* China spot steel prices dip 1 pct on week to one-year low
* Eyes on China Oct steel export data after dip from Aug peak
* BHP and Rio may reduce iron ore production to follow Vale
By Miyoung Kim
SEOUL, Nov 7 (Reuters) - Asian steel prices continued to fall this week to a one-year low, led by construction-use products, and are expected to fall further as the demand outlook dims and the credit crisis forces mills to cut inventories.
Even steep output cuts by the world’s biggest steelmakers and iron ore miners has done little to buoy prices, and analysts said more reductions are on the way as demand continues to decline.
“Prices are falling sharply in most steel products and it’s hard to see where it can stop,” said a trader in Seoul.
In China, the world’s largest steel producer, prices of benchmark hot-rolled coil dropped to a one-year low of $595 a tonne, down 1 percent on the week and 42 percent from a record high of $1,030 hit in July, data from Metal Bulletin shows.
Prices have fallen by nearly 30 percent in the past month alone as the outlook deteriorates sharply and producers dump inventories and reduce production across the globe on tight credit and tumbling orders.
Prices of billet, which is a semi-finished form of long steel and mainly used in construction projects, fell 25 percent to a three-month low of $645 a tonne for China free-on-board (FOB), as tightened credit market hit the building industry hard.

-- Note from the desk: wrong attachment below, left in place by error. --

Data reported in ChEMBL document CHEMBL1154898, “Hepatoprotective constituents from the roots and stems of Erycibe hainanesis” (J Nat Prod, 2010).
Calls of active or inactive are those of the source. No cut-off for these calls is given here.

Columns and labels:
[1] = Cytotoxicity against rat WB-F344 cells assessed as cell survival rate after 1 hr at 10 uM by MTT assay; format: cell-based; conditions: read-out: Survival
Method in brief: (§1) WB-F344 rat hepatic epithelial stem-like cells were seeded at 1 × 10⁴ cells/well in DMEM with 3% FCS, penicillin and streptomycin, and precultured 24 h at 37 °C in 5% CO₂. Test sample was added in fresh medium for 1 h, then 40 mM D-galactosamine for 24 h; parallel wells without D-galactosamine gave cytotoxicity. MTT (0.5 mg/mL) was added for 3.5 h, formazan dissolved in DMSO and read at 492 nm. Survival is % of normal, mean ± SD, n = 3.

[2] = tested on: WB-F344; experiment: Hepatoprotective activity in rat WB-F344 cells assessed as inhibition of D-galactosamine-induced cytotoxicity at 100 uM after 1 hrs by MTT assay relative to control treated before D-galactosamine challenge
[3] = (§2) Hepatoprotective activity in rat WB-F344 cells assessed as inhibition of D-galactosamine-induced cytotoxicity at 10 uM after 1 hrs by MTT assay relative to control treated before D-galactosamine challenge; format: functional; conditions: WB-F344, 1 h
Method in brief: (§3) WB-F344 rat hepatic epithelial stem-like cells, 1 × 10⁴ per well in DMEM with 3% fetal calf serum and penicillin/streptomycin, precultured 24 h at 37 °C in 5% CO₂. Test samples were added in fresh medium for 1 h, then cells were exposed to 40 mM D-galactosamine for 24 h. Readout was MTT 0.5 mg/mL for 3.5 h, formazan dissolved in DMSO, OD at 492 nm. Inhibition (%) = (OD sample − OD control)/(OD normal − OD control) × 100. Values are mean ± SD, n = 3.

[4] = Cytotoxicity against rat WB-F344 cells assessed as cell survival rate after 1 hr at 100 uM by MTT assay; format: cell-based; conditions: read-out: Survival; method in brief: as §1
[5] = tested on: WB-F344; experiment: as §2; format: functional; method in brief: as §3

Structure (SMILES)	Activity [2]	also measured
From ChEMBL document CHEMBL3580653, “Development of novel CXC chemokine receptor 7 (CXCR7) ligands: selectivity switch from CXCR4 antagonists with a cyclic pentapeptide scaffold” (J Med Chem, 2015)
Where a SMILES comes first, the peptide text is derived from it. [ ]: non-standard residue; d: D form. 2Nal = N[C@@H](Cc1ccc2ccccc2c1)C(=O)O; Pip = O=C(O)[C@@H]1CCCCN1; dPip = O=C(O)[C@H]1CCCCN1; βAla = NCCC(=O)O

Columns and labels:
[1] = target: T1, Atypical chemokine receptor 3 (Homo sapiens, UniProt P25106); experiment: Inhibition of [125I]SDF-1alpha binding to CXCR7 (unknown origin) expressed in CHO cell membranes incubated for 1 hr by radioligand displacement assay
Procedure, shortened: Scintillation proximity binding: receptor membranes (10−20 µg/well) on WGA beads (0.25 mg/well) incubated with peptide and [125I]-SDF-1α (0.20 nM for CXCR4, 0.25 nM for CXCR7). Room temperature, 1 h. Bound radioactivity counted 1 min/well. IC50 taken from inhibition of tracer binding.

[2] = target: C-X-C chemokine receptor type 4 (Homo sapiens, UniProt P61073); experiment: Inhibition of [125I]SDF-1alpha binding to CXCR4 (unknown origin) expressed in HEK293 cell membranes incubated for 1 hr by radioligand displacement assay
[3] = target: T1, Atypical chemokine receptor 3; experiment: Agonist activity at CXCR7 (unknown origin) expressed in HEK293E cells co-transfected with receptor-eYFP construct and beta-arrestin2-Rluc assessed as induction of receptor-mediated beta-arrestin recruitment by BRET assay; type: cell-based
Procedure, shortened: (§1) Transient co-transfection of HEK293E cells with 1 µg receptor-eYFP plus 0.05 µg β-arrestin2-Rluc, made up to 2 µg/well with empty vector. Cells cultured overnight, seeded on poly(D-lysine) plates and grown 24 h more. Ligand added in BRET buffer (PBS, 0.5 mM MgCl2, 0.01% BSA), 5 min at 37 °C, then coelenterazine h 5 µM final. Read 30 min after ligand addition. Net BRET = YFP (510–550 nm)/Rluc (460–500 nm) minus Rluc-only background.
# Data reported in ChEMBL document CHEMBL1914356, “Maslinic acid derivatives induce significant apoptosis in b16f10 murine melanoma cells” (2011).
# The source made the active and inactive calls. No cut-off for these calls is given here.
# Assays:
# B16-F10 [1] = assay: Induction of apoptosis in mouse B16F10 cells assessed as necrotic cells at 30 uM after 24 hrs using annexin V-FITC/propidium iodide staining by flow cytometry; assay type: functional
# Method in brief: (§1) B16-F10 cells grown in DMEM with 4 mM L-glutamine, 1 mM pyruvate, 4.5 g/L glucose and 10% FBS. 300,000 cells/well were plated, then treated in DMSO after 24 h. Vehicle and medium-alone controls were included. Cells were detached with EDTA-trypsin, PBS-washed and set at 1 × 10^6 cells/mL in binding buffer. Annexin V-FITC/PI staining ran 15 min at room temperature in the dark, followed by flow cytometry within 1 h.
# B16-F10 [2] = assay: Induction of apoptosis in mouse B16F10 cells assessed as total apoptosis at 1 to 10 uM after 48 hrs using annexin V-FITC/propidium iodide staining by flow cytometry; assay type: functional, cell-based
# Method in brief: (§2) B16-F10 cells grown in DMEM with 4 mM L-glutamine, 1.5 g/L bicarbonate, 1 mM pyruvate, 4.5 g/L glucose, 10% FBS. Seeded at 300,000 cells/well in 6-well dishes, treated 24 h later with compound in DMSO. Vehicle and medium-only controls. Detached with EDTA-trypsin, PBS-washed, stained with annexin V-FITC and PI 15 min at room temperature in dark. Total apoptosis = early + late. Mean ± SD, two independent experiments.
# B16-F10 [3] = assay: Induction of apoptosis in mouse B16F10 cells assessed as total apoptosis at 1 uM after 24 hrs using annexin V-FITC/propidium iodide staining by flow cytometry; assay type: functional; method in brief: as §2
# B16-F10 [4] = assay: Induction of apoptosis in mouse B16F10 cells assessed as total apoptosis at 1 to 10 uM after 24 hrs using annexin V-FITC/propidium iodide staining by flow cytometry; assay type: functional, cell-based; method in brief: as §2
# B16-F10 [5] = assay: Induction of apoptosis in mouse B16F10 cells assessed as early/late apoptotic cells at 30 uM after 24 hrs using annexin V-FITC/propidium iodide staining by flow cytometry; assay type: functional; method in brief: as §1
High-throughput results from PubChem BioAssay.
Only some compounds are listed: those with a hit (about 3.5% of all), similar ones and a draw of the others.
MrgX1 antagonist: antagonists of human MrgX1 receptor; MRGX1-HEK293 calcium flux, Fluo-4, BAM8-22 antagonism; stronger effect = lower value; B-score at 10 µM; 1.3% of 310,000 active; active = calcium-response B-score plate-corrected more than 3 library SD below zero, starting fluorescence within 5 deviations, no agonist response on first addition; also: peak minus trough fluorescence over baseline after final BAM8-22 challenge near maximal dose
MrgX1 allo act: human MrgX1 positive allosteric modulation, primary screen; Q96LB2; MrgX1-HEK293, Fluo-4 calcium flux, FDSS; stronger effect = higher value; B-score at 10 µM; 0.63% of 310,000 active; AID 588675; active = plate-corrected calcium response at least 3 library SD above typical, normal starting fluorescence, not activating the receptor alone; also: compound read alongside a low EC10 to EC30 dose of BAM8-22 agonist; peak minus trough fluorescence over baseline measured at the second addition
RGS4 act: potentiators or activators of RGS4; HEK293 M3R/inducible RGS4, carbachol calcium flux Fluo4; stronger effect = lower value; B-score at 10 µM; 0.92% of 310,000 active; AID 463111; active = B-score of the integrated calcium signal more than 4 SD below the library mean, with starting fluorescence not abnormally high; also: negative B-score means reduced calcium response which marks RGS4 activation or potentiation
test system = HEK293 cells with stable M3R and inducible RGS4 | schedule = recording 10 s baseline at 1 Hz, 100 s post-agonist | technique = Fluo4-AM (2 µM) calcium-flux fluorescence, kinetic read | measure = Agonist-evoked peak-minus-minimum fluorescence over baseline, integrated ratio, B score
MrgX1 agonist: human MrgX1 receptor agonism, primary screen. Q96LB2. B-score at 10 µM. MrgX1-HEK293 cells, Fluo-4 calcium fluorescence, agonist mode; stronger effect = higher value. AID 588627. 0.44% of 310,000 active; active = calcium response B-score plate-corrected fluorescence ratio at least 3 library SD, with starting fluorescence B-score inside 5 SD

“Some billets are being offered but it wouldn’t surprise me to see material enter the warehouse soon....the premium is flat but we may start to see material delivered into South Korea, then we might start to see some differentials develop,” said a Singapore merchant.
In South Korea, Hyundai Steel (004020.KS), the country’s top construction steel supplier, cut prices for the first time in nearly three years, reducing rebar, also used in construction, by 9.8 percent to 921,000 won ($727) a tonne. [ID:nSEO303432]
“We forecast long steel (such as rebar) price will drop a further 40 percent in 2009...and the consumption and production cut of rebar in 2009 will be as deep as it was in 1998” during the Asian financial crisis, Citigroup analysts said in a report.
Confirming severe destruction in steel demand, the chief executive of Vale VALE5.SA (RIO.N) said the world’s top iron ore producer was unlikely to start term price negotiations with steel mills until normal demand for ore returns. [ID:nN06287810]
Many market participants now expect prices of both iron ore and coking coal to fall in 2009 for the first time since 2000, as the worst financial crisis in 80 years raised the prospect of a global, and potentially deep, recession.
The market will be also watching closely data next week that will show whether China’s steel exports rebounded in October to test the record high hit in August, as domestic demand from autos to construction weakened sharply as overall economic growth slwoed to the single digits.
A further fall in steel prices and production may also force mining giants BHP (BHP.AX) BLT.L and Rio Tinto (RIO.AX) (RIO.L) to follow Vale and cut iron ore supplies ahead of their annual term negotiation with Asian buyers as they seek to stabilise ore prices. ($1=1266.3 Won) ($1=6.822 Yuan) (Reporting by Miyoung Kim, additional reporting by Nicholas Trevethan)